Is your business model Industry 4.0-ready?

Industry 4.0 is often discussed from a technological perspective of machine learning, algorithms, smart sensors, and connected assets. But the truth is, its biggest impact will be on company business models, especially those of well-established companies. Innovation expert Frank Piller shares the results of a large German initiative involving 40 leading industrial companies exploring appropriate business models for Industry 4.0 to bring clarity on the subject.

Until today, the term “Industry 4.0” represented predominantly the aspects of operational excellence, such as proactive maintenance, or optimizing production and logistical chains. However, these operational changes have consequences for the way companies offer value to clients, their competitive position in the market and thus their business model. The business models for Industry 4.0 assign great significance to the creation of value from generated data and see a more central role for end-users (customers) and networks that enable value creation. This is due to data generated from value chains that can improve automation and operational effectiveness, enabling optimized value creation structures and networks.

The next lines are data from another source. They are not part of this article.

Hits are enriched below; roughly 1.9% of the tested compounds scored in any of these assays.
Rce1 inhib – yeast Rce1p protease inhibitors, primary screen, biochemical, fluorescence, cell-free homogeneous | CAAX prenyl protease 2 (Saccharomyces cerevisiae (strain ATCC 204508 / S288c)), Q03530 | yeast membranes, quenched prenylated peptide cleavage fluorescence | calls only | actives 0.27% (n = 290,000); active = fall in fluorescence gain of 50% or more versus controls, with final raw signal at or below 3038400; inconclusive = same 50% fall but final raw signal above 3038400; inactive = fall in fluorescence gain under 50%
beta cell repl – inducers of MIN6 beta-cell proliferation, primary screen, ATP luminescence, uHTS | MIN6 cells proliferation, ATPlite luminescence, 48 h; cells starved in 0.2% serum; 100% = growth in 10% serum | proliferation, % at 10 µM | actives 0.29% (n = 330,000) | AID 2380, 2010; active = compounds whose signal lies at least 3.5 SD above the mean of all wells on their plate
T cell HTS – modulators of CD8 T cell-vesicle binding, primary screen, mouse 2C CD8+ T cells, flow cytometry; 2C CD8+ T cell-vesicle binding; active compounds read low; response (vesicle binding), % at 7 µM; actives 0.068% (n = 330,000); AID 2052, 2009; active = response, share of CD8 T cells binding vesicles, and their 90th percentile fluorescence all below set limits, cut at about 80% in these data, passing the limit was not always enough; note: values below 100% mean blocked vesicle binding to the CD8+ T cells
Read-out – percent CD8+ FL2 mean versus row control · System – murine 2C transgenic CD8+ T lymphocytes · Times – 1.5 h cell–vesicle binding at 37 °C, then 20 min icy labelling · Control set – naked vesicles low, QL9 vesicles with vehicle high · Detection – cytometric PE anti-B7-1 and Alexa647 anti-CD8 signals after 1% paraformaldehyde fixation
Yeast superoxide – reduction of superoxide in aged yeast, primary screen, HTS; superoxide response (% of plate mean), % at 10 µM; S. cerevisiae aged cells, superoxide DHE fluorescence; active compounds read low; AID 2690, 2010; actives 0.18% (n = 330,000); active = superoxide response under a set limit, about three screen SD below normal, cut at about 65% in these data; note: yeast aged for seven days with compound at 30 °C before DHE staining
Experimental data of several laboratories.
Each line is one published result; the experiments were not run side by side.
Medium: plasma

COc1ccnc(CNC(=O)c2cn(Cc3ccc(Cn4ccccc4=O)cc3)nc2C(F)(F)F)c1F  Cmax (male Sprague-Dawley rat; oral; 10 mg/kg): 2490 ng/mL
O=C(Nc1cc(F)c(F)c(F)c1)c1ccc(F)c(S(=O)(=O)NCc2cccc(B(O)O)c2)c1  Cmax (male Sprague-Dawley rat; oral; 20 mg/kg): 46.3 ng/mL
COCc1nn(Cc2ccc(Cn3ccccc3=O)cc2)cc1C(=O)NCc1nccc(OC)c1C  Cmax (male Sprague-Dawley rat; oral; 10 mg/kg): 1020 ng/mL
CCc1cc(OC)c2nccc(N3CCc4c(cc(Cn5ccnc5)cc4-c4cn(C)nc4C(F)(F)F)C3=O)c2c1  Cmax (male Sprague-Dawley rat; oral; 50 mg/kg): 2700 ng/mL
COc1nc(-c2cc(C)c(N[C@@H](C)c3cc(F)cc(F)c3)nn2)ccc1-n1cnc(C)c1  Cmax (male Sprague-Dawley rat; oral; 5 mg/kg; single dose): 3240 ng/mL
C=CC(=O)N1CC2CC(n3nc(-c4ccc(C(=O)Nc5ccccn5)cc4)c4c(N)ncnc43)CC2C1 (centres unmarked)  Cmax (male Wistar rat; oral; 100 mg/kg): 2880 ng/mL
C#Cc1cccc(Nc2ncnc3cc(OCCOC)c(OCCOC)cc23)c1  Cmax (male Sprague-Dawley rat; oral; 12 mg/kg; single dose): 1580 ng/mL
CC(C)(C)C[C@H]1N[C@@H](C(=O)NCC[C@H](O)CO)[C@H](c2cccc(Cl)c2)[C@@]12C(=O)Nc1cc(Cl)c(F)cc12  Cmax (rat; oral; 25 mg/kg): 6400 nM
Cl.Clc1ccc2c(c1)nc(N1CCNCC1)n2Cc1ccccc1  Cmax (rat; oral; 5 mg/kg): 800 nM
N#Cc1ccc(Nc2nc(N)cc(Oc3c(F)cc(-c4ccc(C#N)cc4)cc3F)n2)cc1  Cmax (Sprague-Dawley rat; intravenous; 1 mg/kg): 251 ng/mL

According to Frank Piller, in addition to the operational opportunities provided by the Industry 4.0, every company needs to ask itself questions concerning the sustainability of its existing business models. Fundamentally, a business model is a management hypothesis about:  

  • What customers want
  • How they want it
  • How a company can satisfy these wishes and make profit on it

With Industry 4.0 on the horizon, companies must ask themselves whether their existing business model is still economically sustainable? Is there even a concrete existing business model in place? Is it possible to realize Industry 4.0 potential alone or is special value-added network with partners, customers or even competitors needed? How resilient is the existing business model? Can it be disrupted by experimental, innovative start-ups? Are all of the companies’ capacities exploited and used? Or are there valuable assets, like process and operating data, that may be lost as a source of income?